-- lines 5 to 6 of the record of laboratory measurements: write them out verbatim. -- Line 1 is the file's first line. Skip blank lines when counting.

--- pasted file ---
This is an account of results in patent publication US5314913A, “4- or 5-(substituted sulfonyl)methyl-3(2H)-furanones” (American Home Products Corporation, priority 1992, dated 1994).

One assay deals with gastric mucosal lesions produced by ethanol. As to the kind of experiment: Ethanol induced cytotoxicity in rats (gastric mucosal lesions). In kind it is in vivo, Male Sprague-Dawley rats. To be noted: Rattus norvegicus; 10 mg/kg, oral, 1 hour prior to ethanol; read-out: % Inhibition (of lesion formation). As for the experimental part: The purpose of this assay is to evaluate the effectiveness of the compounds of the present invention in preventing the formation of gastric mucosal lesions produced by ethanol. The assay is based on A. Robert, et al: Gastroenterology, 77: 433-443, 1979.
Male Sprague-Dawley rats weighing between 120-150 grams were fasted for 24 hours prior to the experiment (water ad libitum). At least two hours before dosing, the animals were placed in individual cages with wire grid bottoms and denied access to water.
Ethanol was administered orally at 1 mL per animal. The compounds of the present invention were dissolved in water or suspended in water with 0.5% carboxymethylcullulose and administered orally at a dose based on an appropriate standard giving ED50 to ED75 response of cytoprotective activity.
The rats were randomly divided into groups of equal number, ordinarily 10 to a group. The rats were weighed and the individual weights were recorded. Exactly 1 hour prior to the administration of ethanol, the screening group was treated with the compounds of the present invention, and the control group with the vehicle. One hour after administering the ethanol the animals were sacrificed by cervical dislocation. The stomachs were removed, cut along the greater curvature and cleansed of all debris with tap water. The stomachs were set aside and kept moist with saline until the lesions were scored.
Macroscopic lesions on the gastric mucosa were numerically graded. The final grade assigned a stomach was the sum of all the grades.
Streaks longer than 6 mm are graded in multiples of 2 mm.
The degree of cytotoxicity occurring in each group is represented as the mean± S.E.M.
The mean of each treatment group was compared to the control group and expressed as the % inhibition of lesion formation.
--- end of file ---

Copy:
The rats were randomly divided into groups of equal number, ordinarily 10 to a group. The rats were weighed and the individual weights were recorded. Exactly 1 hour prior to the administration of ethanol, the screening group was treated with the compounds of the present invention, and the control group with the vehicle. One hour after administering the ethanol the animals were sacrificed by cervical dislocation. The stomachs were removed, cut along the greater curvature and cleansed of all debris with tap water. The stomachs were set aside and kept moist with saline until the lesions were scored.
Macroscopic lesions on the gastric mucosa were numerically graded. The final grade assigned a stomach was the sum of all the grades.